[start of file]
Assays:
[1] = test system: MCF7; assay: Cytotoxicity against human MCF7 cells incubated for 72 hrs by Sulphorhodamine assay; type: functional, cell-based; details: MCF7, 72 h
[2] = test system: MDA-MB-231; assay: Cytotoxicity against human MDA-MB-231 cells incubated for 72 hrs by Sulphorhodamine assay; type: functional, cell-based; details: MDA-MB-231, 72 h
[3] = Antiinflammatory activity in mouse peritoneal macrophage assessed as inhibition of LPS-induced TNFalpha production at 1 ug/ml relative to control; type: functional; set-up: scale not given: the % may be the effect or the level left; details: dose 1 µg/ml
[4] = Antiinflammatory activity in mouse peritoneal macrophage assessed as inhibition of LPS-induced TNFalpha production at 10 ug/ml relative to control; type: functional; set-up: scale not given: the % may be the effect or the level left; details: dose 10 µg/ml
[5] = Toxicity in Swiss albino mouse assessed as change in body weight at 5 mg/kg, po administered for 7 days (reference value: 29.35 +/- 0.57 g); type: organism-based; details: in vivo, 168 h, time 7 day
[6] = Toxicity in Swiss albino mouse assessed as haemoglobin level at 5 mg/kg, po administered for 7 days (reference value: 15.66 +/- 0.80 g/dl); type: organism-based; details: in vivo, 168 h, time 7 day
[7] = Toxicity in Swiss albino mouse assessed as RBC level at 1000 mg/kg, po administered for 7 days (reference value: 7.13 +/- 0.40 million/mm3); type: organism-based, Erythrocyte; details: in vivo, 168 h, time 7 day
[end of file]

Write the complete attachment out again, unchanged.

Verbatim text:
Assays:
[1] = test system: MCF7; assay: Cytotoxicity against human MCF7 cells incubated for 72 hrs by Sulphorhodamine assay; type: functional, cell-based; details: MCF7, 72 h
[2] = test system: MDA-MB-231; assay: Cytotoxicity against human MDA-MB-231 cells incubated for 72 hrs by Sulphorhodamine assay; type: functional, cell-based; details: MDA-MB-231, 72 h
[3] = Antiinflammatory activity in mouse peritoneal macrophage assessed as inhibition of LPS-induced TNFalpha production at 1 ug/ml relative to control; type: functional; set-up: scale not given: the % may be the effect or the level left; details: dose 1 µg/ml
[4] = Antiinflammatory activity in mouse peritoneal macrophage assessed as inhibition of LPS-induced TNFalpha production at 10 ug/ml relative to control; type: functional; set-up: scale not given: the % may be the effect or the level left; details: dose 10 µg/ml
[5] = Toxicity in Swiss albino mouse assessed as change in body weight at 5 mg/kg, po administered for 7 days (reference value: 29.35 +/- 0.57 g); type: organism-based; details: in vivo, 168 h, time 7 day
[6] = Toxicity in Swiss albino mouse assessed as haemoglobin level at 5 mg/kg, po administered for 7 days (reference value: 15.66 +/- 0.80 g/dl); type: organism-based; details: in vivo, 168 h, time 7 day
[7] = Toxicity in Swiss albino mouse assessed as RBC level at 1000 mg/kg, po administered for 7 days (reference value: 7.13 +/- 0.40 million/mm3); type: organism-based, Erythrocyte; details: in vivo, 168 h, time 7 day